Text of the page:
Wendy and Peter Pan is one of best Christmas shows I’ve seen, on a par with the National Theatre’s The Wind in the Willows many years ago.
There is a lot of action; the stage is bustling with complex blocking and a great deal of movement. There is plenty of spectacle, replete with flying (including a flying bed), a spectacular huge moving pirate ship and an amazingly intricate underground home for the Lost Boys. The play has the comfort of a traditional favourite story with some modern twists. The ensemble acting is excellent with some complex and beautifully played characters – Sam Swann as Peter Pan, Fiona Burton as Wendy, Rebecca Johnson as Mrs Darling and Andrew Woodall as Mr Darling, together with the vignettes of Arthur Kyeyune as Doc Giles and the Crocodile, Charlotte Mills as a delightfully buxom Tink and Gregory Gudgeon as Smee.
There are also touching moments. Jamie Wilkes’s Martin’s unrequited love for Wendy and Smee’s unconditional love for Captain Hook create some depth for characters who might otherwise be simple caricatures. But for me the best feature of the evening was the writing. It’s a real play, written by Ella Hickson, with things to say about grief, loss and mourning, about time, about the need for relationships and about differences between men and women.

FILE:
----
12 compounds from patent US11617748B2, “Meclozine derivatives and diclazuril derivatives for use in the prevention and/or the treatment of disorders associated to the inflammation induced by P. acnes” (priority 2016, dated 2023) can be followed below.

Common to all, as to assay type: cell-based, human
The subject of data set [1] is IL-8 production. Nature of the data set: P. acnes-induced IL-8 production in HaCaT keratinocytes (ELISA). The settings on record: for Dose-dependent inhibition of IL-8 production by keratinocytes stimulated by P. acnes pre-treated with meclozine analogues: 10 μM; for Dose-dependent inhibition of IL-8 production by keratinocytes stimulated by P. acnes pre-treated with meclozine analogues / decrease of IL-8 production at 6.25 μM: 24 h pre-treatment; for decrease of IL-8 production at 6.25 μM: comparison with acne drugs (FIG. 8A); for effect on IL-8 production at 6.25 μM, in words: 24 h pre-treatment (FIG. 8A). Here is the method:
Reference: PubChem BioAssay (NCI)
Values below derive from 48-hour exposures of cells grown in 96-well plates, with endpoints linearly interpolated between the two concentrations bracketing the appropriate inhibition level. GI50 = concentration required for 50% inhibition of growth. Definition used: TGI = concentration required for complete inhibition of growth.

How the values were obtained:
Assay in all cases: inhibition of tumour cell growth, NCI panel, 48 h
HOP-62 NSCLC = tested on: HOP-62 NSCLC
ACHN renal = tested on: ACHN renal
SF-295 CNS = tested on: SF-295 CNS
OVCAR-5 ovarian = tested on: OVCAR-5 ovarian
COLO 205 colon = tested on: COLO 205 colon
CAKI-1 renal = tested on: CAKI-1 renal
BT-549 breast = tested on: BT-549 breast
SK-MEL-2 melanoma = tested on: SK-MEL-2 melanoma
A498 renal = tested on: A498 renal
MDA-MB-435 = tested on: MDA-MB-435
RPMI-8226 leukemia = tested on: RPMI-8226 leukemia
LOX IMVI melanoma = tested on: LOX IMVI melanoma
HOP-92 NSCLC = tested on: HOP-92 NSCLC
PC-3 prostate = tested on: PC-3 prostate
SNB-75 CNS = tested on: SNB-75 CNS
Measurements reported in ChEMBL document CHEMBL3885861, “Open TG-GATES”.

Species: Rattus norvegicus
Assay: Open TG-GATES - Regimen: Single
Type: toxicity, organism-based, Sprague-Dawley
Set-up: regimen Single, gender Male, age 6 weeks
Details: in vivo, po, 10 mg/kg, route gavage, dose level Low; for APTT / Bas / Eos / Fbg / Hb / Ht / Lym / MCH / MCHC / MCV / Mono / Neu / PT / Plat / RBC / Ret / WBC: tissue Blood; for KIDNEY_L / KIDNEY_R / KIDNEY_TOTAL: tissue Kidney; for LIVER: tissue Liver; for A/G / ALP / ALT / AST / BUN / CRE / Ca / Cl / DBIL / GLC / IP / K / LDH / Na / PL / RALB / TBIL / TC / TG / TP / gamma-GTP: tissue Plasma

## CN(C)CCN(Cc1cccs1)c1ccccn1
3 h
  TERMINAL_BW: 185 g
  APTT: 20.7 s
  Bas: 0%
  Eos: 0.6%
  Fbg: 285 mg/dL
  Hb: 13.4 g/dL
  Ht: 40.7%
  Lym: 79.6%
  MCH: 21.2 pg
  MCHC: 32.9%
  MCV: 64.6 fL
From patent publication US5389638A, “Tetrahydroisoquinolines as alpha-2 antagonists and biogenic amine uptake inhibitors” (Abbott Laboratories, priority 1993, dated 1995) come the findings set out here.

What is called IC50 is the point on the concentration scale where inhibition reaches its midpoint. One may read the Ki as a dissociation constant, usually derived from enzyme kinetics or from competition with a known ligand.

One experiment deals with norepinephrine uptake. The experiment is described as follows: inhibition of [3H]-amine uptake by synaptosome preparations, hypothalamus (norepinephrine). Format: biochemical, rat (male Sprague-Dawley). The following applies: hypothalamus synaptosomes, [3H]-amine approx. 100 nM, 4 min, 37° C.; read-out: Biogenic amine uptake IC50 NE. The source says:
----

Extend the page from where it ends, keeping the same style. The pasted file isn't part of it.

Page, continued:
Jonathan Munby’s direction is slick and skilful throughout. Terry King’s fights are exciting but not overdone, Michael Ashcroft’s movement is a delight to watch, particularly that of the Shadows, and the costumes, supervised by Sabine LeMaitre and presumably designed by Colin Richmond, are great – varied, characterful, full of variety of material, texture and colour, with added jokes. There is also a wonderful magical lighting trick as Tink moves from Lost Boy to Lost Boy. Designer Colin Richmond completely fulfils his aim to ‘design something fantastical’ while being ‘steeped in reality’.
This is the perfect Christmas show, giving abundant stimulus to the children, making them recognise aspects of their own world, letting them laugh at the ridiculous behaviour of adults, confronting them with serious ideas, political, social and metaphysical, and creating images for them to remember for a long time. It is also perfect for adults in its treatment of time, both expanded and contracted, in its touching exploration of a wide range of different kinds of relationships and in its treatment of the interface between the imagination and reality and the complex necessities of both remembering and forgetting. Tensions between home and the outside world are reflected in Mrs Darling’s response to the loss of her son and in her internal need to find fulfilment by employment; the position of women is further explored by means of the contrasting roles, responsibilities and responses of Wendy, Mrs Darling, Tiger Lily and Tink.
See it. I loved it. I hope you do, too.